"Good," John said. "Found the place that Deano holed up in, damn small. Nearly too damn small."

"Your boy would've found another place, he's sharp." The words were mostly false reassurance. Sharp or not, it was sheer luck that had got the boy away from the jaws of the dog.

"Perhaps," John said. "So how did you get into hunting?"

Caleb blinked at the sudden change of topic and thought over what version of the truth to tell. "Monster got my little brother, never figured out what."

John nodded sagely, the story was probably akin to most other hunters that hadn't gotten into it for the bloodlust. "Demon got my wife," He said after a pause. There was a solemn moment as both men reflected on their losses. "How do you know Bobby?"

"Worked together once," Caleb reflected guiltily. "Didn't end well."

"Lost the victim?" John asked with a modicum of sympathy.

"Accidentally killed Bobby's dog," Caleb admitted.

John stifled a laugh, "Damn, how'd that happen?"

"I lobbed a grenade after the beast, Jasper decided it was a good time to play fetch."

John winced, "Nasty."

"Aye, could've been worse if the dog had made it back to us. Bobby told me he'd shoot me if he saw me again. I'm just waiting."

"Think you earned your way into his good books," John raised his eyes to the rear view mirror and Caleb could tell he was watching Dean.

"Or he's just waiting 'til Dean won't hear the shot."

"Could be," John shrugged nonchalantly. "You been a hunter your whole life?"

Caleb shook his head, "Joined the military for a while out of school. Was one of my fellow soldiers, guy from N'orleans, who told me that maybe the monster I'd seen hadn't just been a nightmare. Finished my tour of duty, came home and started my new one."

"What branch?"

"Air force."

"Jarhead," John replied and Caleb knew he hadn't missed the mark with the man's military bearing. "Left when Dean was born to be around for Mary." John's eyes flicked up the rear view again, "My boy okay?"

"He's fast asleep. Don't think he slept right when you weren't there."

"He'll sleep better when Sammy's there," Dean murmured in his sleep at the mere mention of his little brother's name. "Those two act like twins half the time."

"Know what that's like," Caleb replied, a flash of memory bringing his brother's face back to total clarity.

"Sorry 'bout your brother," John said sincerely.

"Sorry about your wife," Caleb replied, equally sincere. "You found the bastard yet?"

John shook his head, "Trail gone cold. As soon as it raises its head, I'll have it."

"If you need another pair of hands…" Caleb offered, not entirely sure why he did and a good part of him hoped the older man didn't take him up on his offer.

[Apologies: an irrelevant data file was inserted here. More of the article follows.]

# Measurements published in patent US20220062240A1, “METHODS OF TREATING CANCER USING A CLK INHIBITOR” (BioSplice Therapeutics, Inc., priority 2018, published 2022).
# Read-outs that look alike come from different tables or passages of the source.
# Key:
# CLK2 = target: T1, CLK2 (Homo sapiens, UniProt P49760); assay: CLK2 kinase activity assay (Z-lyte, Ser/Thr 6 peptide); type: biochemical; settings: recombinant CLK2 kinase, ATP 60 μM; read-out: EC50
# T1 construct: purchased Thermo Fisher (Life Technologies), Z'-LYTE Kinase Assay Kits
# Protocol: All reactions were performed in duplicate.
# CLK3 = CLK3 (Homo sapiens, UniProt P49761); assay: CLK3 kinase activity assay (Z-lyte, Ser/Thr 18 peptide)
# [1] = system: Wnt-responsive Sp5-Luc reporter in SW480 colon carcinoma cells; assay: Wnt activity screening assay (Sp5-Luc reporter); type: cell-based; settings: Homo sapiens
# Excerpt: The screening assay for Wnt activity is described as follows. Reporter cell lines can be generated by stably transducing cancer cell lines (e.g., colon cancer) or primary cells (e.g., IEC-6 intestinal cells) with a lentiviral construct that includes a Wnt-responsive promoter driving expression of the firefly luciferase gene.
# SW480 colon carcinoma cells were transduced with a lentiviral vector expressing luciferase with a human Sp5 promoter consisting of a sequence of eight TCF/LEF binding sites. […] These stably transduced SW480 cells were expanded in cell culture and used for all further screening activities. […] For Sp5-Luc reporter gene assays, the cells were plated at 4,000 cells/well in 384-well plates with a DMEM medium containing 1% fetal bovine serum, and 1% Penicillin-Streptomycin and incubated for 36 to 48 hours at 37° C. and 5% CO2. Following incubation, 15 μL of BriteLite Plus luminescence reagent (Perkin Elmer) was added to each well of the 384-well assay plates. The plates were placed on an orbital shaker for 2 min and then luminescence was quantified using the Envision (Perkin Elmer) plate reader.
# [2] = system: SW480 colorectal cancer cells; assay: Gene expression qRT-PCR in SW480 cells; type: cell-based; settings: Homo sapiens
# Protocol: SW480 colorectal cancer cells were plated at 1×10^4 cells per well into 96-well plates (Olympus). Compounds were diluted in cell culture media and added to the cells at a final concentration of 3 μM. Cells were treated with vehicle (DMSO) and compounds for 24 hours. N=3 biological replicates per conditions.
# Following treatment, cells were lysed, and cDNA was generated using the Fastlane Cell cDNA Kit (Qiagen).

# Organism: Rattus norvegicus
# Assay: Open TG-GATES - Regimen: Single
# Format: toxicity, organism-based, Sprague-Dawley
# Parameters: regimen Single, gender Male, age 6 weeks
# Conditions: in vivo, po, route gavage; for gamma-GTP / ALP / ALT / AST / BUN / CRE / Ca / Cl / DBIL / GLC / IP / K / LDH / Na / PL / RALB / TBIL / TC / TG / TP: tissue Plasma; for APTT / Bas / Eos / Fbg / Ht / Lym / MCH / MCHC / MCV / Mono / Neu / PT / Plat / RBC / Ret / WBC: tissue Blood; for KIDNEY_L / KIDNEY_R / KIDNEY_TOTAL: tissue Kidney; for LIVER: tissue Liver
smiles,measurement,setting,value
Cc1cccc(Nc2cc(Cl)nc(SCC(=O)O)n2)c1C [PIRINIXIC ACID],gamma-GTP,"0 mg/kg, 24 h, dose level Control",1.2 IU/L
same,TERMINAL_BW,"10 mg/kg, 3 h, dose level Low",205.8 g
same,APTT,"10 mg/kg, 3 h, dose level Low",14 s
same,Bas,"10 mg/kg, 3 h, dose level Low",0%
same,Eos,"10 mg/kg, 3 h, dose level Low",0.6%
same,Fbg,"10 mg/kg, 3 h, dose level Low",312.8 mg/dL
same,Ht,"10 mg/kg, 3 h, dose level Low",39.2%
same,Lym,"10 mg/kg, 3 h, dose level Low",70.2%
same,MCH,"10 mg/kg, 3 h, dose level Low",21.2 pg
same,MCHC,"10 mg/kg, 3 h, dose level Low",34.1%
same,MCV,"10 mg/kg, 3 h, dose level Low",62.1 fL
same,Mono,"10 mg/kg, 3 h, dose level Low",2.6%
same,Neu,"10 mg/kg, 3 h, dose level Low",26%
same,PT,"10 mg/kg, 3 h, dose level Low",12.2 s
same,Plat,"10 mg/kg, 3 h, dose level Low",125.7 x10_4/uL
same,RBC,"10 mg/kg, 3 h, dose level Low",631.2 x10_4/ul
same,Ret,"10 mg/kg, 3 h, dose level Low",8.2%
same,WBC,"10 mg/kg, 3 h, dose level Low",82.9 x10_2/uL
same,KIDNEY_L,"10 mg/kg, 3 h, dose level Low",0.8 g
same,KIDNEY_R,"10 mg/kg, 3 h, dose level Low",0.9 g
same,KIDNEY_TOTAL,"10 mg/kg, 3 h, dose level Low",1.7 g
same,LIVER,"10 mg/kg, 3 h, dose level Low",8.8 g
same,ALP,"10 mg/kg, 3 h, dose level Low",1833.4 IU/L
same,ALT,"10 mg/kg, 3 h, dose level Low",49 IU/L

"S'my fight," John turned down the offer. "But thanks. It'll be a good five and a half hours to Jim's, get some kip if you want." When Caleb made to object, John added, "Dean can wear me out at the best of times, let alone when he's sick."

"He was no bother," Caleb patted the boy's head.

"Didn't say he was a bother, said he was exhausting."

Caleb grinned and laid his head against the door. In minutes he fell into the first restful sleep since retrieving a mud-coated boy from the woods.


Pastor Jim had been dreading the moment his phone would ring so when the simple, off-white device began its innocuous notification, he hesitated to pick it up. Denying the truth never made it less true and so Jim picked up the receiver, "Pastor Jim."

"Jim, it's Bobby." The buoyant tone sent hope into the Pastor.

"Yes?" The one word contained a dozen questions.

"We're on our way there," Jim decided he needed a stern word to Bobby about drawing out conversations.

"We?" He said in the stern voice that had most of his parishioners worrying about hell and damnation if they dared disobey.

"Me, John, another hunter called Caleb… and Dean," Sheer joy bled through on Bobby's last word.

"Dean," Jim breathed out the word. "He is alive."

"Just slightly chewed," Bobby said. "Caleb is the one got him out. Never liked him much 'til now."

"I will forgive him all seven of the deadlies if he brings Dean back to us. You sure he is alright?"

"Saw him with my own two eyes. Bit subdued, hung off John like a sweater most of the time but he'll bounce back."

"Thank God!" Pastor Jim exclaimed, "I will wake Sam. He was convinced his brother would be coming home, I guess I should have listened."

"I best get back to the road."

"On the phone while you are driving?" Jim chided.

"You'd rather I hadn't rung you?" Bobby pointed out.